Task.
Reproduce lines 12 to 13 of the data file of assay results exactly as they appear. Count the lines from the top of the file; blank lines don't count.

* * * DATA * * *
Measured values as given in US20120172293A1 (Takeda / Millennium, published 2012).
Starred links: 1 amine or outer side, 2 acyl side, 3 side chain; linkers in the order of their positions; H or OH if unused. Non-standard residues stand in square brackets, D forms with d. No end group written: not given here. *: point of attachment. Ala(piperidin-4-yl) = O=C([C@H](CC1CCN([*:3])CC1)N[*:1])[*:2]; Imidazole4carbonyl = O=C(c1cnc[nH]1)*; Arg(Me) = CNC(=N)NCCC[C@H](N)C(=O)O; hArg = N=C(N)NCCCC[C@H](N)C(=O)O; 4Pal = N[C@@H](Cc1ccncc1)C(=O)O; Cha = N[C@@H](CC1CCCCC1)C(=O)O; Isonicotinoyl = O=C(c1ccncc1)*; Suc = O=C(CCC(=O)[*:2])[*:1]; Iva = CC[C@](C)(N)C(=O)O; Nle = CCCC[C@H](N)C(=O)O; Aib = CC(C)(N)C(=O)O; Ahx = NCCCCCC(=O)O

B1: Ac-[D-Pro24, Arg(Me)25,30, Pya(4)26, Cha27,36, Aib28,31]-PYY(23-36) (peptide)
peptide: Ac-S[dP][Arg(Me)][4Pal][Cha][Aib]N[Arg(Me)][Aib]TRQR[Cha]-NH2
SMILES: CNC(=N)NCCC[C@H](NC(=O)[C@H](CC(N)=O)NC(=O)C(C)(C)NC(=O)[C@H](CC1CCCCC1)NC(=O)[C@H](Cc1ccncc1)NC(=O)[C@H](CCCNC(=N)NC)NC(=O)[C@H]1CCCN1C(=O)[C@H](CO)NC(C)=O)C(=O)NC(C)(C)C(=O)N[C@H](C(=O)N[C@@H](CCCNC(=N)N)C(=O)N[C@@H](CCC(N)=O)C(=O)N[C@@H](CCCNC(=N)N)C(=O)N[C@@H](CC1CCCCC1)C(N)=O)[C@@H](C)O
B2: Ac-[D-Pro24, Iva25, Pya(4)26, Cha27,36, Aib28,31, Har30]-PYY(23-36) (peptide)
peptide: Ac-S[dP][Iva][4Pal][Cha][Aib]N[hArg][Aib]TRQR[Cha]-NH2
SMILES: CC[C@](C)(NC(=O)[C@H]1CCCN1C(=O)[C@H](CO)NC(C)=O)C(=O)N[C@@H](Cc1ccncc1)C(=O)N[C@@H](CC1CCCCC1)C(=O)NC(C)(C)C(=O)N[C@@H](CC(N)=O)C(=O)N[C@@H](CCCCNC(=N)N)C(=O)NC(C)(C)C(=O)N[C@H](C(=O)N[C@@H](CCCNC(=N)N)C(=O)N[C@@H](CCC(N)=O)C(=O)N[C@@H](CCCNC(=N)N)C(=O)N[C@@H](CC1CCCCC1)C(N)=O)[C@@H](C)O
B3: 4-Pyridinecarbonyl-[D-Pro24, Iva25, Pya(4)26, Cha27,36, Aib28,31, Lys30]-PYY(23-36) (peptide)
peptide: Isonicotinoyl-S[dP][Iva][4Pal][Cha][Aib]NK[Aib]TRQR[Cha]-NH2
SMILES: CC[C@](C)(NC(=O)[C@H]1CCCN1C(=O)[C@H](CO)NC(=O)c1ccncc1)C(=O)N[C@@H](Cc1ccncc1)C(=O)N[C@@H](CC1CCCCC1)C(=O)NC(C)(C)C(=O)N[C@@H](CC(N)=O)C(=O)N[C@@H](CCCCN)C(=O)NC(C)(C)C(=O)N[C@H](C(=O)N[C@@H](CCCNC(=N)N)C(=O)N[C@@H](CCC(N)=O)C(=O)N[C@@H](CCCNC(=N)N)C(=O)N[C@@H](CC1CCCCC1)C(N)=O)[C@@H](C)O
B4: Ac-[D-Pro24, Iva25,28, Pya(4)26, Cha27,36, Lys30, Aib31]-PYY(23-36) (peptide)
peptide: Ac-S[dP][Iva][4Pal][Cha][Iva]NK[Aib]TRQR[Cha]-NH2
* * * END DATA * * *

B4: Ac-[D-Pro24, Iva25,28, Pya(4)26, Cha27,36, Lys30, Aib31]-PYY(23-36) (peptide)
peptide: Ac-S[dP][Iva][4Pal][Cha][Iva]NK[Aib]TRQR[Cha]-NH2